A: David Williamson Pf: 1971, Melbourne Pb: 1972 G: Play in 2 acts S: Police station and the Carters' flat, Melbourne, 1970s C: 4m, 2fSergeant Dan Simmonds is an old-time cynical policeman in his fifties who seeks only a quiet life, so when the keen young Constable Ross joins his station, Simmonds quickly cuts him down to size. Kate Le Page, the wife of a dentist, comes with her younger sister Fiona to register a complaint of wife-battering by Fiona's working-class husband Kenny Carter, and Simmonds seizes the opportunity to examine her bruised thighs with great care. Kate has already arranged for Fiona to leave Kenny, and Simmonds, hoping to get to know Kate better, volunteers his and Ross's help with the removalists (i.e. furniture removers) the following evening. The next day, all Fiona's attempts to get her husband Kenny to go out to the pub fail, so he is present when Kate, the removalist, and the two policeman arrive at his flat and begin removing furniture. When Kenny becomes abusive, Simmonds handcuffs him to the door. After the women and the workman have left, Ross, who has been an unwilling participant in this venture, becomes so incensed with Kenny's insults and the deprecating remarks of his boss that he finally lashes out at Kenny and kills him. Simmonds and Ross agree to pretend that they were acting in self-defence and begin hitting each other to create ‘evidence’ that Kenny had been violent.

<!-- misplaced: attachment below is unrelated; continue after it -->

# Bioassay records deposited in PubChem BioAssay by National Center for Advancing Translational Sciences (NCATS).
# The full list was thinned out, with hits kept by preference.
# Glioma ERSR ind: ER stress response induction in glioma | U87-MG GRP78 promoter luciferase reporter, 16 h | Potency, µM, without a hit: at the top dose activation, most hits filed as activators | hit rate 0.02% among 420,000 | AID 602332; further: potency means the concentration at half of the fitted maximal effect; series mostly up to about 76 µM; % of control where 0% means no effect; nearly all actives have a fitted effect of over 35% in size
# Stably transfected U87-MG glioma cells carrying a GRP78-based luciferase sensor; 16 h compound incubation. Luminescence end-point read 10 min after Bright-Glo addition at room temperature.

A: David Williamson Pf: 1971, Melbourne Pb: 1972 G: Play in 2 acts S: Police station and the Carters' flat, Melbourne, 1970s C: 4m, 2f
Through pieces like this and Don's Party, Williamson has become Australia's most popular and successful playwright, charting with cool detachment the macho culture of the Australian male. The Removalists is a tragedy of human idealism: all Ross's good intentions to work for a better world are swallowed up in a culture of violence and abuse. Men are ‘the removalists’, emptying their lives of gentleness, love, and understanding for fear of being thought unmanly.